On the inner part of my painting, I have used green because it signifies I am only human. On the top part of my hands, I used yellow because I believe I have the ability to enlighten and bring light onto people’s lives with my talents. I have painted my feet red because I want to leave footsteps of love wherever I go.
The lower background is blue. This is the sea in Mombasa. The upper background part is yellowish orange to signify light. There is still light at the end of the tunnel – don’t let yourself drown – but you should look at the opportunities that can make you triumph. I wrote MPAMBANAJI in Swahili. This means that I am a fighter and a conqueror. I think everybody out here is fighting their own battle and we should keep on fighting – positively not violently – for change and opportunities.
There is a drawing of MV Likoni on top of my painting because that’s where I live. There is a mosque there as well because I belong to the Muslim community.
On the lower part of the body-map, I drew a gun and a hand on top of it because I resist the juvenile gangs, killings and violence. I also wrote 999 and GK to represent the Kenyan Police and the government of Kenya. This is about police brutality and marginalisation.
Inside the body map, I drew someone drowning. Just a few metres from him is a floater. He is trying to make it to the floater. What keeps him alive is hope. That is why I have used the word ‘HOPE’. I commute using the ferry every day. These vessels are really old and dangerous. What really keeps us alive or keeps us going on every day back and forth is just hope, hoping that we will come home safe. This is about marginalisation, which is a big contributor to violent extremism.
I also drew a heart inside the body map, with microphone, a pen, and a mosque inside it. I use these tools every day as an artist and a poet. I am an actor and I am proud of it. I use art to resist violent extremism. Those are the things that I really feel inside my heart and that I depend on. Wherever I am sad or depressed, I pray. In Likoni, I feel attached to a certain mosque because it is youth-led. There are others mosques that are not youth-friendly. In Islam, the Prophet taught us that when someone is in the wrong, you advise but some mosques do not advise but rather criticise young people.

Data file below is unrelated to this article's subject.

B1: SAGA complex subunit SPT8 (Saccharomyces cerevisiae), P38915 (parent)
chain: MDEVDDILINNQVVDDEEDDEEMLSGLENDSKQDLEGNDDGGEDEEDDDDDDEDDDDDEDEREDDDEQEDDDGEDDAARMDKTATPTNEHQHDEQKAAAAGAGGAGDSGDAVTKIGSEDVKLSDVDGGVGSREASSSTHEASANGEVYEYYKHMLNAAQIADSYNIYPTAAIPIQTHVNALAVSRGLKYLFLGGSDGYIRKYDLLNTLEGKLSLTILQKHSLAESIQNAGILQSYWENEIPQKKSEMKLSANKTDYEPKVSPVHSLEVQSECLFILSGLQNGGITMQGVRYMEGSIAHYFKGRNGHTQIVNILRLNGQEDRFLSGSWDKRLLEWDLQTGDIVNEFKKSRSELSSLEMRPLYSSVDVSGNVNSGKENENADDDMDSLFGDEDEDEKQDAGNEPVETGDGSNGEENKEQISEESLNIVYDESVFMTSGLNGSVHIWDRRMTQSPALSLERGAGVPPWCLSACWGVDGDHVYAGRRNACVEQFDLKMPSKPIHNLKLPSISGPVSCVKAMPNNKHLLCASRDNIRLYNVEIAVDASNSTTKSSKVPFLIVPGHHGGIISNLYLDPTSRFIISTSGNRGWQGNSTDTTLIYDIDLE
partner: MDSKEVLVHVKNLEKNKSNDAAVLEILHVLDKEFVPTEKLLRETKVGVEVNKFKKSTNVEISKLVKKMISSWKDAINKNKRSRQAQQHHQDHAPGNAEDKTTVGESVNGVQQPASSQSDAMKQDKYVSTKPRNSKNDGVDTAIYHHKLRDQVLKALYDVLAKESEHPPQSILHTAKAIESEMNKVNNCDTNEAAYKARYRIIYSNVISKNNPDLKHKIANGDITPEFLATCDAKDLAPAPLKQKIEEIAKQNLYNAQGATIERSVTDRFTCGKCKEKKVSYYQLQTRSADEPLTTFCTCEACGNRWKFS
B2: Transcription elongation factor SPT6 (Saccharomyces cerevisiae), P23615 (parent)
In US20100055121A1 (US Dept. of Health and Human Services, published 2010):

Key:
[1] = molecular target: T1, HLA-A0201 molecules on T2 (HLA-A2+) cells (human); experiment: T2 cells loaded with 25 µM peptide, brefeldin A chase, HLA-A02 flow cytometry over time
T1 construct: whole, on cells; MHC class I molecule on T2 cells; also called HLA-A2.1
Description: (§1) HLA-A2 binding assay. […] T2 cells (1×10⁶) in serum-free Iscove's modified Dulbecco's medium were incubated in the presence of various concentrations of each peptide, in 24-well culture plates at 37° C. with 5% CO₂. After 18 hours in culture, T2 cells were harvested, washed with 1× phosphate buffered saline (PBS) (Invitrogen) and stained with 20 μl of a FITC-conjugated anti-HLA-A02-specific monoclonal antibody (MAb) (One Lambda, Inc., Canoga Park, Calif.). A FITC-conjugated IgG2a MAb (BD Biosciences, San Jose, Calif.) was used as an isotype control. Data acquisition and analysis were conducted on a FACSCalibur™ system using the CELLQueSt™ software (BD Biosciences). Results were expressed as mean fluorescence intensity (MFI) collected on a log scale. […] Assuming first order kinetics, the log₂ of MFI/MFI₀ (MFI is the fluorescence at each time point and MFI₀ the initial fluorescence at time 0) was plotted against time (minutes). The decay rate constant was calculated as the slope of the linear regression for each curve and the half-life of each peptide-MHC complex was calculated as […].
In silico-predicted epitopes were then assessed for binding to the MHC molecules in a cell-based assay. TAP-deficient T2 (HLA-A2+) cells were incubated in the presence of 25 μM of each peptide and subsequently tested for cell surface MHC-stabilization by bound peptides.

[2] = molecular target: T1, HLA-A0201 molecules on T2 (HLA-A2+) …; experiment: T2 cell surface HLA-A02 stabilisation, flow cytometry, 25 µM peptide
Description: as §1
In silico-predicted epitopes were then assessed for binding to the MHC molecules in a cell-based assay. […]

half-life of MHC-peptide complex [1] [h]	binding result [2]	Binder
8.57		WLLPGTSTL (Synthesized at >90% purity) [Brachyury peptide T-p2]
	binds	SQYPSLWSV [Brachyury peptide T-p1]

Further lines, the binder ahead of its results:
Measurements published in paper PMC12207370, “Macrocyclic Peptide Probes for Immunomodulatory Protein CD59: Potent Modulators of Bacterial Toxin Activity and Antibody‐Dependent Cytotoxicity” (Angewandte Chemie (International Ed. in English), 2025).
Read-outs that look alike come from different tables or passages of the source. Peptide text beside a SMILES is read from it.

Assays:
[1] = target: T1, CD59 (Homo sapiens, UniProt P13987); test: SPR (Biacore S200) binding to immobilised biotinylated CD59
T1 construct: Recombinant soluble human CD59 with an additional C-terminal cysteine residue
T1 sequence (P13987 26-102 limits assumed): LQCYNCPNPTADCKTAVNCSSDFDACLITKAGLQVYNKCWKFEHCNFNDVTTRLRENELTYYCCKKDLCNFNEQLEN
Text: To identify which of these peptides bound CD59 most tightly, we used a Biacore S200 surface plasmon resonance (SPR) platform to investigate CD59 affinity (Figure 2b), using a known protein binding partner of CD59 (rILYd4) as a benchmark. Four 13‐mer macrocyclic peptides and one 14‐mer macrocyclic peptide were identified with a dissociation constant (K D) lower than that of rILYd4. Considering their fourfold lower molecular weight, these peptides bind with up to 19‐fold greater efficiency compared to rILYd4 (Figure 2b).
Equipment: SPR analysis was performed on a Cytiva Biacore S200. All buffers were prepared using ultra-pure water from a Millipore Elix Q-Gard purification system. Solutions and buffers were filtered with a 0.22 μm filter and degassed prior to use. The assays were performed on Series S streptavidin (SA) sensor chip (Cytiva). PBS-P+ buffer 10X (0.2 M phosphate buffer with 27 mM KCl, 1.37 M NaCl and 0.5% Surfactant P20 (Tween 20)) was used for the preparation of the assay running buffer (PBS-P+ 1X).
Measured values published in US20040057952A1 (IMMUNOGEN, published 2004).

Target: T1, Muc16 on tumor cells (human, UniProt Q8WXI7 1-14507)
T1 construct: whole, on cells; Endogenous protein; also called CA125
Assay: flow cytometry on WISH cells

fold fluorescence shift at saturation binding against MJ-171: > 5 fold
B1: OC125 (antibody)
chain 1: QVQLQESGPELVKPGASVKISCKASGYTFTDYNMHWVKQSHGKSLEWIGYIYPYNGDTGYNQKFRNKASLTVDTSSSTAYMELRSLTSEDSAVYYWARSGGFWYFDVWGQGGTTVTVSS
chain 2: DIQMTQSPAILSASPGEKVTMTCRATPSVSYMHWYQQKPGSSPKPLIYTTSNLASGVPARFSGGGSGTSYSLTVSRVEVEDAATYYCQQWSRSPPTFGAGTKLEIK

I also drew a big tree, a very tall wall and two people; one has a hammer and another, with a sprinkler, is watering a plant. This big tree symbolises job opportunities that we as people in Likoni do not get. This wall denotes tribalism, marginalisation and all the problems we undergo. The man with the hammer represents the people getting into the violent extremism, like terror gangs, Al-Shabaab and others. If you try to break the wall, those people (extremists) will come for you. I am the person with a sprinkler. With a few seeds, I can grow my own tree and create my own opportunities. What I am trying to say is that each one of us with our own little abilities can grow our own trees. So, this is how I resist violent extremism.
Art can do a lot, because it speaks the unspoken. I have really liked how this work was interactive. People opened up, people learned from other people, a lot of diversity, different tribes, and different geographical backgrounds. This was very enlightening for me.
My message to the outside world is that “It doesn’t matter where you come from, just find it within yourselves”. I believe everyone in the smallest possible way is talented. They are able to bring change to their community or society. So, just find it within yourselves to contribute towards change in the community or society to resist any form of violence.